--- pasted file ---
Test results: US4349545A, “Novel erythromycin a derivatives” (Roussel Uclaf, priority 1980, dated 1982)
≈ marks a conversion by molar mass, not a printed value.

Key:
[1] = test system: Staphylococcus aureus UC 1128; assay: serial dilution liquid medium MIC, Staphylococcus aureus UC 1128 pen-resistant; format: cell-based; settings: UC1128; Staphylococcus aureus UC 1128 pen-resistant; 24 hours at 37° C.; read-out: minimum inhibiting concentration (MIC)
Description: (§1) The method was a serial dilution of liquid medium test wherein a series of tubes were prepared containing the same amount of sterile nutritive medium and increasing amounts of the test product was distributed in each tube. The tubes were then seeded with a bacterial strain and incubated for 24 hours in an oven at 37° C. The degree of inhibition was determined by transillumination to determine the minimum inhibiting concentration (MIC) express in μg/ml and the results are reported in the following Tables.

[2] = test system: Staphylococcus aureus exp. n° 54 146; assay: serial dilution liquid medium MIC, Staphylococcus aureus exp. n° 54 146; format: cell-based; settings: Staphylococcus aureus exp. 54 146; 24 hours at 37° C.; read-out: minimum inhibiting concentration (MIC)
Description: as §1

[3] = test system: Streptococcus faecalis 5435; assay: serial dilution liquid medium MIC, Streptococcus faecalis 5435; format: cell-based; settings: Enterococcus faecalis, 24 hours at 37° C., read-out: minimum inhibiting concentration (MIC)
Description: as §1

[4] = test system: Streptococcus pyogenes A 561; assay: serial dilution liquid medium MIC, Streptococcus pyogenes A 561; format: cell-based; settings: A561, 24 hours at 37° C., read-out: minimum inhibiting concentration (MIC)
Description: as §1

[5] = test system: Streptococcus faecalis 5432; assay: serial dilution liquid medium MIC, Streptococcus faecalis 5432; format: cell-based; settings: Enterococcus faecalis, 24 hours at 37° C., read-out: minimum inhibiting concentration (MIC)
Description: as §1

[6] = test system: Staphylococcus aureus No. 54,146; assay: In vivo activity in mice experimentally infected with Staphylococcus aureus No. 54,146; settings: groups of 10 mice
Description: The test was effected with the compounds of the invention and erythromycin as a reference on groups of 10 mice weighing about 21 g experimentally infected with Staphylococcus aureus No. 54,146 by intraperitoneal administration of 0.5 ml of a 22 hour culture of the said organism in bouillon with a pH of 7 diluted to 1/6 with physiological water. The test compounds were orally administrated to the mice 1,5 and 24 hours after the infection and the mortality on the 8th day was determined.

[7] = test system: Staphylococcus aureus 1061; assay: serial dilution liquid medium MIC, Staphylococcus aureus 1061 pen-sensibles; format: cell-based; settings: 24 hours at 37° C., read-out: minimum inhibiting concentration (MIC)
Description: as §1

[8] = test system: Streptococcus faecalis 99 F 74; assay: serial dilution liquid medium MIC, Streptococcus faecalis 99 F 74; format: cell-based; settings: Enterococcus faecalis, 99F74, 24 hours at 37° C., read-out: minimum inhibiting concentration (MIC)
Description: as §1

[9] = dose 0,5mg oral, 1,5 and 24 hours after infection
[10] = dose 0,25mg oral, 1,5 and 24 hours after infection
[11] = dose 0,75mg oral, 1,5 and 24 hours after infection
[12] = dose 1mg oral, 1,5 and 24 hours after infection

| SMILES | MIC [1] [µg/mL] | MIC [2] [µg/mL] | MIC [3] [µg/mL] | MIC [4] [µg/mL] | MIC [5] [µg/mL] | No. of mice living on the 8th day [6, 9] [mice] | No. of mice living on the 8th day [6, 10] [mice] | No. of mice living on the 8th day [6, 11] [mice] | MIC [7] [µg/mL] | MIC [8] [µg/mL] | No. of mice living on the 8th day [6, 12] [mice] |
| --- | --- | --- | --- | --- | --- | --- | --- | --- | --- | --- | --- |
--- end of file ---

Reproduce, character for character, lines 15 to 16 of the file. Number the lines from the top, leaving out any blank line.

Description: The test was effected with the compounds of the invention and erythromycin as a reference on groups of 10 mice weighing about 21 g experimentally infected with Staphylococcus aureus No. 54,146 by intraperitoneal administration of 0.5 ml of a 22 hour culture of the said organism in bouillon with a pH of 7 diluted to 1/6 with physiological water. The test compounds were orally administrated to the mice 1,5 and 24 hours after the infection and the mortality on the 8th day was determined.

[7] = test system: Staphylococcus aureus 1061; assay: serial dilution liquid medium MIC, Staphylococcus aureus 1061 pen-sensibles; format: cell-based; settings: 24 hours at 37° C., read-out: minimum inhibiting concentration (MIC)